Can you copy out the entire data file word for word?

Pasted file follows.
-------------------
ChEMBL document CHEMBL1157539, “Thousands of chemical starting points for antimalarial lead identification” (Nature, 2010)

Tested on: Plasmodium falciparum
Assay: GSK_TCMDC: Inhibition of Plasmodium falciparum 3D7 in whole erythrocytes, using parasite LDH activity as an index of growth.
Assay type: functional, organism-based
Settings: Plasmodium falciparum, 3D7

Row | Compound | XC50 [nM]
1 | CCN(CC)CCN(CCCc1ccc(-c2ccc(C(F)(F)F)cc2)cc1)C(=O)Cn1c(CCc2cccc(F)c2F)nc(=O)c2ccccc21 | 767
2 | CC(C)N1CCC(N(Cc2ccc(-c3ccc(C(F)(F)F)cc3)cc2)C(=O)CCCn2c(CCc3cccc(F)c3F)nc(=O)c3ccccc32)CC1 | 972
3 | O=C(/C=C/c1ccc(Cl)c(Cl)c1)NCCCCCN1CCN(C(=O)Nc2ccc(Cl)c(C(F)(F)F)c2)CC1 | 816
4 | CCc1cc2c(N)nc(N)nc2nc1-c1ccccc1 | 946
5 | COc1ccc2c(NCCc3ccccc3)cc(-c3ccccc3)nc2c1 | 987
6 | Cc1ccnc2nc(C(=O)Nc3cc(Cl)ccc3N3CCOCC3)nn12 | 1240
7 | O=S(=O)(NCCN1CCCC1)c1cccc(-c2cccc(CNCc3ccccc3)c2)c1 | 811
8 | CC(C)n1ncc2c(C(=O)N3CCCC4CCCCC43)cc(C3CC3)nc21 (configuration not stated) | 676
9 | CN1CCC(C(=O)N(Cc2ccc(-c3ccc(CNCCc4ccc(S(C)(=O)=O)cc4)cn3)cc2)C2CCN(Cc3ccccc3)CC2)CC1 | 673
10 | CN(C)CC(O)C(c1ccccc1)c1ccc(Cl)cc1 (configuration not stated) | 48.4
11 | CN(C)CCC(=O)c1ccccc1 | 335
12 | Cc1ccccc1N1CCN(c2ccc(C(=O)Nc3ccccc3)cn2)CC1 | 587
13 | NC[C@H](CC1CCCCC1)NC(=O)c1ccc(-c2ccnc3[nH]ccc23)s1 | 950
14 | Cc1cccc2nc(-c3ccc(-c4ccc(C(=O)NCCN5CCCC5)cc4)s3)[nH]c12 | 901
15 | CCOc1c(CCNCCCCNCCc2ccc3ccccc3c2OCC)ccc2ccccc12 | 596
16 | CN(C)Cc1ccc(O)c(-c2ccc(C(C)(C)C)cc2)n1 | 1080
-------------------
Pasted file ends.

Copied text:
ChEMBL document CHEMBL1157539, “Thousands of chemical starting points for antimalarial lead identification” (Nature, 2010)

Tested on: Plasmodium falciparum
Assay: GSK_TCMDC: Inhibition of Plasmodium falciparum 3D7 in whole erythrocytes, using parasite LDH activity as an index of growth.
Assay type: functional, organism-based
Settings: Plasmodium falciparum, 3D7

Row | Compound | XC50 [nM]
1 | CCN(CC)CCN(CCCc1ccc(-c2ccc(C(F)(F)F)cc2)cc1)C(=O)Cn1c(CCc2cccc(F)c2F)nc(=O)c2ccccc21 | 767
2 | CC(C)N1CCC(N(Cc2ccc(-c3ccc(C(F)(F)F)cc3)cc2)C(=O)CCCn2c(CCc3cccc(F)c3F)nc(=O)c3ccccc32)CC1 | 972
3 | O=C(/C=C/c1ccc(Cl)c(Cl)c1)NCCCCCN1CCN(C(=O)Nc2ccc(Cl)c(C(F)(F)F)c2)CC1 | 816
4 | CCc1cc2c(N)nc(N)nc2nc1-c1ccccc1 | 946
5 | COc1ccc2c(NCCc3ccccc3)cc(-c3ccccc3)nc2c1 | 987
6 | Cc1ccnc2nc(C(=O)Nc3cc(Cl)ccc3N3CCOCC3)nn12 | 1240
7 | O=S(=O)(NCCN1CCCC1)c1cccc(-c2cccc(CNCc3ccccc3)c2)c1 | 811
8 | CC(C)n1ncc2c(C(=O)N3CCCC4CCCCC43)cc(C3CC3)nc21 (configuration not stated) | 676
9 | CN1CCC(C(=O)N(Cc2ccc(-c3ccc(CNCCc4ccc(S(C)(=O)=O)cc4)cn3)cc2)C2CCN(Cc3ccccc3)CC2)CC1 | 673
10 | CN(C)CC(O)C(c1ccccc1)c1ccc(Cl)cc1 (configuration not stated) | 48.4
11 | CN(C)CCC(=O)c1ccccc1 | 335
12 | Cc1ccccc1N1CCN(c2ccc(C(=O)Nc3ccccc3)cn2)CC1 | 587
13 | NC[C@H](CC1CCCCC1)NC(=O)c1ccc(-c2ccnc3[nH]ccc23)s1 | 950
14 | Cc1cccc2nc(-c3ccc(-c4ccc(C(=O)NCCN5CCCC5)cc4)s3)[nH]c12 | 901
15 | CCOc1c(CCNCCCCNCCc2ccc3ccccc3c2OCC)ccc2ccccc12 | 596
16 | CN(C)Cc1ccc(O)c(-c2ccc(C(C)(C)C)cc2)n1 | 1080